Exclusive: CBSE Cheats 2018 Class 12 Students by Marking Unfairly
The Central Board of Secondary Education (CBSE) has cheated lakhs of students who appeared for the Class 12 board exams in 2018 by unfairly “moderating” their marks, a practice that Union HRD Minister Prakash Javadekar had assured would be abolished.
Thirteen months ago, on 24 April 2017, the CBSE and 31 other school boards from across the country had agreed to do away with the practice of unfairly bumping up or spiking students’ marks to show higher-scoring results.
However, hearing a petition that argued that some states had decided to implement the policy change only from 2018, the Delhi High Court had ordered the CBSE in May 2017 to go ahead with “moderation” of marks of students in 2017.
Therefore, as per CBSE’s own statements and the Central government’s assurances, 2018 would be the first year with the new policy of “no moderation”.
The CBSE’s move will also impact the college admission processes this year.
In 2017, Union HRD Minister Prakash Javadekar had slammed the board’s unfair marking system, referring to the CBSE’s policy of spiking up marks as “an illogical menace” that needed to be stopped. Javadekar had said,
- So did the Central government know about the CBSE’s decision to unfairly “moderate” this year’s marks as well?
- Why did the CBSE continue what Union HRD Minister Prakash Javadekar called “an illogical menace”?
- And how will the government react to the CBSE defying its own assurances of “stopping moderation entirely”?
Proof of CBSE’s Unfairness: The Spike at 95/100
An incredible number of people scoring the particular mark 95 in individual subjects had exposed the CBSE’s dirty secret of “marks moderation”.
A data-driven investigation by this reporter, aired on 6 June 2016, had brought this to light. Conclusive data analysis of CBSE results over the past decade showed that the board was inflating students’ marks unequally – that is, marks of different students were being raised by different amounts.
Take a look at the following graph of the Class 12 Mathematics results of CBSE 2018. The graphs shows the results of over 5 lakh students who appeared for the Mathematics exam this year.
Mathematics 2018: Notice the 95!
On the graph, if you hover over the 60 mark, for instance, the number that pops up on your screen is the number of times students scored 60 in the CBSE Class 12 Maths exam this year.
Strike you as odd? Why is 95 awarded many more times than all other marks?
Dheeraj Sanghi, professor at IIT-Kanpur, explains:
But why the obsession with 95? In a discussion following the exposé on CNN-News18 in June 2016, former exam controller for the CBSE, Pavnesh Kumar, unwittingly admitted the board’s flawed system while attempting to defend it.
“Those in the know can tell you that this is because the limit for a moderated score has been fixed by the board as 95. Those who have 80, if you give them 15 moderation marks, they will get 95. Anybody with 85, give them 10 moderation marks, they go to 95. But a moderated score cannot go beyond 95.”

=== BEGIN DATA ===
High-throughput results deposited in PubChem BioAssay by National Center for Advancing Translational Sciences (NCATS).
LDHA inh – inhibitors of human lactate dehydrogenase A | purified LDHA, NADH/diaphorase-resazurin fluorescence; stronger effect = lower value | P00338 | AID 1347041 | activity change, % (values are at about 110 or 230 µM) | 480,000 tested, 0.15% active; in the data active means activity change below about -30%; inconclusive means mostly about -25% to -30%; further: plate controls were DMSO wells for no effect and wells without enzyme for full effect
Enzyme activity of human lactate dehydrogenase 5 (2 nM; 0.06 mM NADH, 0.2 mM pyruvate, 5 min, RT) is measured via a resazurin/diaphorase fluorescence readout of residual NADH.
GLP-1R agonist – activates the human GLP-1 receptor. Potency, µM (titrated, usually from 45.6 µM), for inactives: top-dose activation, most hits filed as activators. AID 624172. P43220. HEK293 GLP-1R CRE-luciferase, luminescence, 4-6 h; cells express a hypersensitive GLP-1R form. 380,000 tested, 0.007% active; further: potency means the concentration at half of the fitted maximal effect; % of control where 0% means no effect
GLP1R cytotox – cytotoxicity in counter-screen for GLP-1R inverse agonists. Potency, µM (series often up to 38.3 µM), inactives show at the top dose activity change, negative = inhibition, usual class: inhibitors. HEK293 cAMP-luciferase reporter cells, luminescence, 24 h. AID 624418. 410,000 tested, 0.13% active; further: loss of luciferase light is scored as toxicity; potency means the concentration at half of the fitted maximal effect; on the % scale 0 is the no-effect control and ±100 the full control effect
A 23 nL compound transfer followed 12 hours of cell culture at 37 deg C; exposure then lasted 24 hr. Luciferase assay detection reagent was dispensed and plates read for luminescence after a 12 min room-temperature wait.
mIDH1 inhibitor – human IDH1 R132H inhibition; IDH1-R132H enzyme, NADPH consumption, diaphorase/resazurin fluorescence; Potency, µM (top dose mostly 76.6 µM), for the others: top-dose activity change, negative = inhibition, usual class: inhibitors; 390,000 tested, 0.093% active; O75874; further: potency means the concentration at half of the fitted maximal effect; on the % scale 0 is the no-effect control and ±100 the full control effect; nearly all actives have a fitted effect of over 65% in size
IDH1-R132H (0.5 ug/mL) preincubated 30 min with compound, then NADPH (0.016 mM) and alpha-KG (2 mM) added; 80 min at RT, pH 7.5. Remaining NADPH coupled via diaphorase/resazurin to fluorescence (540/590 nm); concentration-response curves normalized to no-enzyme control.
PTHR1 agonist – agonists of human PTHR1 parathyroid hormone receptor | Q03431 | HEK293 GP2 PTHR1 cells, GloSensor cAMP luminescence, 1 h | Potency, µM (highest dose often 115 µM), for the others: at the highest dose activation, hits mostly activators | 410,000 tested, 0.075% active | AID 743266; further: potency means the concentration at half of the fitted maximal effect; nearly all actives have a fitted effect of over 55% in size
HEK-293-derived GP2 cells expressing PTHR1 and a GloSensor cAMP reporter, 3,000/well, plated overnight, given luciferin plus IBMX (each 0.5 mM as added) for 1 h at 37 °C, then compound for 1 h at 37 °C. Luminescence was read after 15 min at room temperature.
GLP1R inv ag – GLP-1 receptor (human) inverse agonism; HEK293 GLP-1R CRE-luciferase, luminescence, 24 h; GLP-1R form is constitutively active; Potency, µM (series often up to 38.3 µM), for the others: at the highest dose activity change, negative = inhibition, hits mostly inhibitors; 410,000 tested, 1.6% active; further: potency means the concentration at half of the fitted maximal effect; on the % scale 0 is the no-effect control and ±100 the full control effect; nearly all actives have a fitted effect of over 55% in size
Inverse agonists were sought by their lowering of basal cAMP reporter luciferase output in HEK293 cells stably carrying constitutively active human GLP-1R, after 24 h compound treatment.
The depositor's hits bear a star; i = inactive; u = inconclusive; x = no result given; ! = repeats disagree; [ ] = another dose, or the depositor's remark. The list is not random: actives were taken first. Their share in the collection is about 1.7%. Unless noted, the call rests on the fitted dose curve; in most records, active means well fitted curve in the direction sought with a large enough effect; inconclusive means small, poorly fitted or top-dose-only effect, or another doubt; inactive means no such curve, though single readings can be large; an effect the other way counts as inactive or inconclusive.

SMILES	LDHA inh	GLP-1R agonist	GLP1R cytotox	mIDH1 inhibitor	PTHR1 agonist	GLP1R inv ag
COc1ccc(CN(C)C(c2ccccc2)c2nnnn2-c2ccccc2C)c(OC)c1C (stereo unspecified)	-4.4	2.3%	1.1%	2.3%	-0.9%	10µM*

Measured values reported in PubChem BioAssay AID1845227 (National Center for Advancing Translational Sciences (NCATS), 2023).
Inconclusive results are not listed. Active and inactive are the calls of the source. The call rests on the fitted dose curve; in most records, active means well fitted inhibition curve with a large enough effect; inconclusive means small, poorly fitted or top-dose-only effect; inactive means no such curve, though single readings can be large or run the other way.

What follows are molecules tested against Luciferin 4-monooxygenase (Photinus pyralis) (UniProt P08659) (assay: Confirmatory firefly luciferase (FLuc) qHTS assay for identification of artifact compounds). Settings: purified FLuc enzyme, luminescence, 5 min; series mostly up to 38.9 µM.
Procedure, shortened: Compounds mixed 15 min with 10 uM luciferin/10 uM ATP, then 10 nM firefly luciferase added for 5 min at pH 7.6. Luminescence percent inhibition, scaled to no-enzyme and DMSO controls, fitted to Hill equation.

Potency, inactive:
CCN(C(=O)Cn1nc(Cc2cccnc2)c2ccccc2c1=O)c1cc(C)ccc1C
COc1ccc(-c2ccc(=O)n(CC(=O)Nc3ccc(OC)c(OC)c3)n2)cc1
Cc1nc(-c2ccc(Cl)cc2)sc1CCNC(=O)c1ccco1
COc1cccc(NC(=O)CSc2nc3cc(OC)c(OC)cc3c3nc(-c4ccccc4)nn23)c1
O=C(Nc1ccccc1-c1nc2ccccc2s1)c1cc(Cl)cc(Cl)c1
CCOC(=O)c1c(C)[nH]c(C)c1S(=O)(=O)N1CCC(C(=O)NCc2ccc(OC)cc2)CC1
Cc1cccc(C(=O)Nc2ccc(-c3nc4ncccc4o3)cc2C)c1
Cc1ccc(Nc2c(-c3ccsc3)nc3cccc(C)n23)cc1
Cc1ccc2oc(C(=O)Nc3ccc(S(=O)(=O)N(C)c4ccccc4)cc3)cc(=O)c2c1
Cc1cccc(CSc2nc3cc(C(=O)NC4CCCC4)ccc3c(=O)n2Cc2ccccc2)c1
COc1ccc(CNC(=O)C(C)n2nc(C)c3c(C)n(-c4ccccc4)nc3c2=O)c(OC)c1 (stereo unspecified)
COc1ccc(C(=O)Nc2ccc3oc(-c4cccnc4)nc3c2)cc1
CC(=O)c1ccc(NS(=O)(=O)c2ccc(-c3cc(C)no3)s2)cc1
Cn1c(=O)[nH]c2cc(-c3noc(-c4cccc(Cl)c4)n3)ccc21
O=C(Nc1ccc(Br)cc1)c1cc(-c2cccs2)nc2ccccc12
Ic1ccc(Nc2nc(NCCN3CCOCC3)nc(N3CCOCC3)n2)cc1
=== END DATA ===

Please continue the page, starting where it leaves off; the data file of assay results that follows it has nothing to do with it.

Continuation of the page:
He argued, “It is unfair to say that those scoring 95 without moderation are losing out, because their scores are not being reduced. Only the marks of those below 95 are being raised."
But is it fair to put students scoring 95 on par with students scoring less? Especially when college admissions hinge on as little a difference as half a percent.
In the Accountancy paper too, out of over 3 lakh results analysed, the number 95 is awarded to more students than any other number from 60 to 100.
Business Studies 2018
Results of 3,07,327 students who appeared for the Business Studies paper were also analysed by a data analyst who writes at The Learning Point.
Why This Is Extremely Unfair to Students
Consider students A and B. Let us assume they have exams in two subjects which will determine their college admissions.
In subject 1, student A scores 95 and B gets 85. But B’s 85 is moderated to 95 while A’s mark stays at 95.
In subject 2, A scores 95 and B scores 96.
That, multiplied over several subjects and lakhs of students, is the extent of the unfairness of CBSE’s moderation policies.
A History of Unfairness
The 95 spike was observed across 10 of the 12 most-studied subjects of the CBSE, every year from 2008 to 2016.
Interestingly, the CBSE did not seem to apply the same policies of moderation to ‘optional subjects’ such as Hindi Core, Physical Education and Home Science.
What Will It Take for CBSE to Stop This Unfair Practice?
In 2017, the Union HRD Minister went on record saying that the process of “moderating” marks was “illogical and unacceptable”.
In April 2017, HRD Secretary Anil Swarup said that a consensus had been arrived at by “State and Central Education Boards” to do away with “spiking of marks through moderation”.
As The Quint had reported even then, the CBSE’s own official by-laws do not even mention any scope for such arbitrary spiking as part of its moderation policy.
The Quint has sought a detailed response from the CBSE and the Union HRD Ministry. This article will be updated if and when they reply.
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